Chinese Language Stack Exchange is a question and answer site for students, teachers, and linguists wanting to discuss the finer points of the Chinese language. Join them; it only takes a minute:

Sign up
Here's how it works:
  1. Anybody can ask a question
  2. Anybody can answer
  3. The best answers are voted up and rise to the top

Recently I read the following dialogue:

A: 今天有转校生要来吗?

B: 听说是这样,好象是临时决定的,所以才没有及时通知我们。

As I was trying to make out what they were saying, I noticed that 临时 and 及时 have similar meanings. The former seems to mean "at the instant something happens" or "ad hoc" while the latter seems to mean "promptly" or "without delay."

I have a feeling that in the second sentence, replacing "好象是临时决定的" with "好象是及时决定的" would also work.

What's the difference between them, and when should I use one over the other?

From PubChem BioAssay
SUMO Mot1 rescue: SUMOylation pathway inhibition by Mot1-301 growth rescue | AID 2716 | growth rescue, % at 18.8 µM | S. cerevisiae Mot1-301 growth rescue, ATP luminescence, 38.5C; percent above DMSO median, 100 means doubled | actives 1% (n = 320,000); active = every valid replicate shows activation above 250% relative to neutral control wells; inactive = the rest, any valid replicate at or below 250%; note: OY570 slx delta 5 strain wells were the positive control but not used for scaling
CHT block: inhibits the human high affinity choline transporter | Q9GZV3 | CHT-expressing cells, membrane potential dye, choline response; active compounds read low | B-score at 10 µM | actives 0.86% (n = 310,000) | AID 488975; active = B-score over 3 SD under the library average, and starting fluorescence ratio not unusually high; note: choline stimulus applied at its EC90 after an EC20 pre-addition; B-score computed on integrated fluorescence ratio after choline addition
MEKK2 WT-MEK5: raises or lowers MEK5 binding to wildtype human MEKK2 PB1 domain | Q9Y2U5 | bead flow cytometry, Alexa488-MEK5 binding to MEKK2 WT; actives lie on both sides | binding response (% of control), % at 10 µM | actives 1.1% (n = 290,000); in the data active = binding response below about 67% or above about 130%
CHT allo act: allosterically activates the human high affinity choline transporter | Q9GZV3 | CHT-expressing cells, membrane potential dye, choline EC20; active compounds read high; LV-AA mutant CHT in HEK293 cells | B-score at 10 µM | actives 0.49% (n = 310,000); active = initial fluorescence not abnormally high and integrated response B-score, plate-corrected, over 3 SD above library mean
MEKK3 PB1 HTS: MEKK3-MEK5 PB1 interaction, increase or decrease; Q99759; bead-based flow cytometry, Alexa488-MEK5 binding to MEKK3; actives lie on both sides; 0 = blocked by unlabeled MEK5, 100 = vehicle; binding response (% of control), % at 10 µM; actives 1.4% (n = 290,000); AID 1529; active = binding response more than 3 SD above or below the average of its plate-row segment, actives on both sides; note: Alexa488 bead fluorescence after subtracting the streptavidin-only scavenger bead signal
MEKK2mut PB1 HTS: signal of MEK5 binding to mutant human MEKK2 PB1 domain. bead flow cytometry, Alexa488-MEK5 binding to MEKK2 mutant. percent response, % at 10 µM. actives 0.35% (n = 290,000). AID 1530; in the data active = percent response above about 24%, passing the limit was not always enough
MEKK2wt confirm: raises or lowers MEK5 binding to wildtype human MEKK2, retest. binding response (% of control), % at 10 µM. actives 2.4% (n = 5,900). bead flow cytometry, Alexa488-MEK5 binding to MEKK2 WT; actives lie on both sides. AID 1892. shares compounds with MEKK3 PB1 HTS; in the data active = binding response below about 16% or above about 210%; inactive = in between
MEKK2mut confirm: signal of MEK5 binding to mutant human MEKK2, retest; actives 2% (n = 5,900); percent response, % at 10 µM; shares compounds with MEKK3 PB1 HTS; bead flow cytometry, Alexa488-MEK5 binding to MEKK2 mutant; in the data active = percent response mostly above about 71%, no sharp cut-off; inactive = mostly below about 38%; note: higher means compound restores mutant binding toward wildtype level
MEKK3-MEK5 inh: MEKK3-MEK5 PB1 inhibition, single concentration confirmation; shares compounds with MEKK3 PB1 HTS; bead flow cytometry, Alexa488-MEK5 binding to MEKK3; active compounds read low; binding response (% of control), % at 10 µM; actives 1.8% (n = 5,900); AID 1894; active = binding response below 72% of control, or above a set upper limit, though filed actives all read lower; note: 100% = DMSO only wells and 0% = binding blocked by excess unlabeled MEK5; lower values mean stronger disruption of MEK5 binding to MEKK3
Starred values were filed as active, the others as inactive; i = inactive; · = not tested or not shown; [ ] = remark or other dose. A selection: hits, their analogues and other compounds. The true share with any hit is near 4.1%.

share|improve this question
up vote 8 down vote accepted

When you use "临时", your point is "wasn't part of the plan".

When you use "及时", your point is "rapidly/promptly".

So if you replacing "好象是临时决定的" with "好象是及时决定的", it also works but the point will become to "They made the decision promptly" from "They made the decision that wasn't the part of the plan (of the meeting)".

Of cource "临时" has other meanings, such as "temporarily", which means a temporary solution which will be replaced by the formal one later on.

share|improve this answer

Cannot use them interchangeably. '及时' is just 'in time/without delay', '临时' is unplanned, not always similar to 'immediately'.

share|improve this answer

临时 means unplanned

他临时改变了计划,He changes the plan temporally.

It means he does not stick with the origin plan, and sometimes the newest plan is often bad.

及时 means timely

他及时改变了计划 He changes his plan timely.

It means thanks to his wisdom, he changes his plan or something bad will happen.

share|improve this answer

临时 (臨時) = Temporary

及时 (及時) = in time

share|improve this answer

Your Answer


By posting your answer, you agree to the privacy policy and terms of service.

Not the answer you're looking for? Browse other questions tagged or ask your own question.